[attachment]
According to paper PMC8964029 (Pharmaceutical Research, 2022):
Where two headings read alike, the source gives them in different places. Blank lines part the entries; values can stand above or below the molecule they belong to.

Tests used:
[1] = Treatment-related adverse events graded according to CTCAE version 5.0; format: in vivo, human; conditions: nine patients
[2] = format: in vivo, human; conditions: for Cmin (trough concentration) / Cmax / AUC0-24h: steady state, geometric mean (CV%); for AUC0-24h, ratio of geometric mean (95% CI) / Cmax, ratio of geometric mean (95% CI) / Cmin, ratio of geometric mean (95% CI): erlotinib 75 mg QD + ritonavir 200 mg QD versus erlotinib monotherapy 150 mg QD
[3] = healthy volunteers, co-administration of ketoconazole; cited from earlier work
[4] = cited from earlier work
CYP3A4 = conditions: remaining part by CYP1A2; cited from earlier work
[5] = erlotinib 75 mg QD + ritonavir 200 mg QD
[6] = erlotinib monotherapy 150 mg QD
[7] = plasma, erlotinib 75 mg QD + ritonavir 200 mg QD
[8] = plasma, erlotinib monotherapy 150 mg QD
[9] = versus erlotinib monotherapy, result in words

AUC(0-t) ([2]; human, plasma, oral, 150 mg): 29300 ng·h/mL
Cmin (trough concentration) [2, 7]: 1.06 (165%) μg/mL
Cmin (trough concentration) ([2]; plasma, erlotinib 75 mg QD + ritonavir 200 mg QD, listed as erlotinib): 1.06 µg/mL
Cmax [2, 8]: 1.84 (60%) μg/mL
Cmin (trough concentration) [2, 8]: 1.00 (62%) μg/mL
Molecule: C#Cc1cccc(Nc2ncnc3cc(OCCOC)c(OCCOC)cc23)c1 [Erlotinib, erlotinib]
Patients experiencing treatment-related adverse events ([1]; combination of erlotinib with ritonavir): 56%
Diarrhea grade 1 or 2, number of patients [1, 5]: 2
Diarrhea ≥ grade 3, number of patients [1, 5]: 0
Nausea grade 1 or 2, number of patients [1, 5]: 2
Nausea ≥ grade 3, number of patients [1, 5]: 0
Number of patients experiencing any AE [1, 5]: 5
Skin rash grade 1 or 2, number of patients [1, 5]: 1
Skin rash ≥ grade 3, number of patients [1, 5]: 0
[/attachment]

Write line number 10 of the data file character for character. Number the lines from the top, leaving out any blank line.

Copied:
[6] = erlotinib monotherapy 150 mg QD